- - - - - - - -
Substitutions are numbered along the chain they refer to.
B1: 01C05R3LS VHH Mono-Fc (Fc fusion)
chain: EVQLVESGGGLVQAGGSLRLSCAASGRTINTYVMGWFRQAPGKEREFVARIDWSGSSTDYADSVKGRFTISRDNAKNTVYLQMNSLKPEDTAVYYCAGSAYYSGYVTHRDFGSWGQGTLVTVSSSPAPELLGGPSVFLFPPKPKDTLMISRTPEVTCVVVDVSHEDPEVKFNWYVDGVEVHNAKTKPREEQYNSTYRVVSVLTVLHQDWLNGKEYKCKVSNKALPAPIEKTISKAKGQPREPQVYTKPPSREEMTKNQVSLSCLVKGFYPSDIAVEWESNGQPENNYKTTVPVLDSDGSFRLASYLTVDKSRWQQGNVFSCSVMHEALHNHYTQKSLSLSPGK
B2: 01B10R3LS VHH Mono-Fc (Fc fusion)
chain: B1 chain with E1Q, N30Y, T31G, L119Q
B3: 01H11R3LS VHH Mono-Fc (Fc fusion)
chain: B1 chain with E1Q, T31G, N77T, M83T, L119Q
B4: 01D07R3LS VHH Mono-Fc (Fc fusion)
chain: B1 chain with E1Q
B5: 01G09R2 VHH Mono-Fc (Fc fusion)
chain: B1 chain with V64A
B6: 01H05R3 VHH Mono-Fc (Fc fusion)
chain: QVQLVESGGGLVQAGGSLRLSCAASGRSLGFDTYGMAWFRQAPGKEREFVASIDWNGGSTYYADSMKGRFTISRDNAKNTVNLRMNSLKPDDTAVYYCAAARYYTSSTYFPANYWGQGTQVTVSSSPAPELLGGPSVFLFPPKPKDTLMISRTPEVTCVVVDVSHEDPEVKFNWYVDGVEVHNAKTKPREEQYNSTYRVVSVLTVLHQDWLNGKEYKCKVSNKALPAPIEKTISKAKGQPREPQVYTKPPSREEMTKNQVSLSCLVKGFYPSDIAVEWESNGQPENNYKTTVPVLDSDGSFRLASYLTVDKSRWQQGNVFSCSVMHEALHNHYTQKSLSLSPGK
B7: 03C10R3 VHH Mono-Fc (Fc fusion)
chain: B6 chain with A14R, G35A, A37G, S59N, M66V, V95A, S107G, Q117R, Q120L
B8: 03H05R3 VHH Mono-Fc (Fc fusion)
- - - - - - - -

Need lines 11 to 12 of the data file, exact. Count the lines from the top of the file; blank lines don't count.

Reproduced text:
chain: B1 chain with V64A
B6: 01H05R3 VHH Mono-Fc (Fc fusion)